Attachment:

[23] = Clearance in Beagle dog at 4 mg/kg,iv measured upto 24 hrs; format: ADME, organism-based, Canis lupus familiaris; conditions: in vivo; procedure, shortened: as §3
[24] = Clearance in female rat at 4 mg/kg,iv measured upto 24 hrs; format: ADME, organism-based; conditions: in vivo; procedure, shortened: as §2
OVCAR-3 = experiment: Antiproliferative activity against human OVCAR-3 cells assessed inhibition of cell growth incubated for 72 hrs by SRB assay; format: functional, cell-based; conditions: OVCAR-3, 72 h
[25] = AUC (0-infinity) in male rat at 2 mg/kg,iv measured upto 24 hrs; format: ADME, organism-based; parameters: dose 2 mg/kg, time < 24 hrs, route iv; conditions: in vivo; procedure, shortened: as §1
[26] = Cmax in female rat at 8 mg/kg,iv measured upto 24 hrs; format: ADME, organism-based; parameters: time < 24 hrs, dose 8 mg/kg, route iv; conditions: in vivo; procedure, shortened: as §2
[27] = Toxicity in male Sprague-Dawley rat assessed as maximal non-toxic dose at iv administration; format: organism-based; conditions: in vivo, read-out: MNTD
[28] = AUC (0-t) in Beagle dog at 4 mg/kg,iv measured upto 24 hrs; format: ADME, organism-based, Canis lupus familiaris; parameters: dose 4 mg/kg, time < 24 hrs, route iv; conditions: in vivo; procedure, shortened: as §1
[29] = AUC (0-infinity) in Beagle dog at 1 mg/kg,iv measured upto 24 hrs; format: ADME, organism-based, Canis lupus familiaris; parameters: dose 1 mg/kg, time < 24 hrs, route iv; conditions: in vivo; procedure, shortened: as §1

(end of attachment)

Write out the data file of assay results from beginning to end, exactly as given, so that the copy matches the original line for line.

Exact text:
[23] = Clearance in Beagle dog at 4 mg/kg,iv measured upto 24 hrs; format: ADME, organism-based, Canis lupus familiaris; conditions: in vivo; procedure, shortened: as §3
[24] = Clearance in female rat at 4 mg/kg,iv measured upto 24 hrs; format: ADME, organism-based; conditions: in vivo; procedure, shortened: as §2
OVCAR-3 = experiment: Antiproliferative activity against human OVCAR-3 cells assessed inhibition of cell growth incubated for 72 hrs by SRB assay; format: functional, cell-based; conditions: OVCAR-3, 72 h
[25] = AUC (0-infinity) in male rat at 2 mg/kg,iv measured upto 24 hrs; format: ADME, organism-based; parameters: dose 2 mg/kg, time < 24 hrs, route iv; conditions: in vivo; procedure, shortened: as §1
[26] = Cmax in female rat at 8 mg/kg,iv measured upto 24 hrs; format: ADME, organism-based; parameters: time < 24 hrs, dose 8 mg/kg, route iv; conditions: in vivo; procedure, shortened: as §2
[27] = Toxicity in male Sprague-Dawley rat assessed as maximal non-toxic dose at iv administration; format: organism-based; conditions: in vivo, read-out: MNTD
[28] = AUC (0-t) in Beagle dog at 4 mg/kg,iv measured upto 24 hrs; format: ADME, organism-based, Canis lupus familiaris; parameters: dose 4 mg/kg, time < 24 hrs, route iv; conditions: in vivo; procedure, shortened: as §1
[29] = AUC (0-infinity) in Beagle dog at 1 mg/kg,iv measured upto 24 hrs; format: ADME, organism-based, Canis lupus familiaris; parameters: dose 1 mg/kg, time < 24 hrs, route iv; conditions: in vivo; procedure, shortened: as §1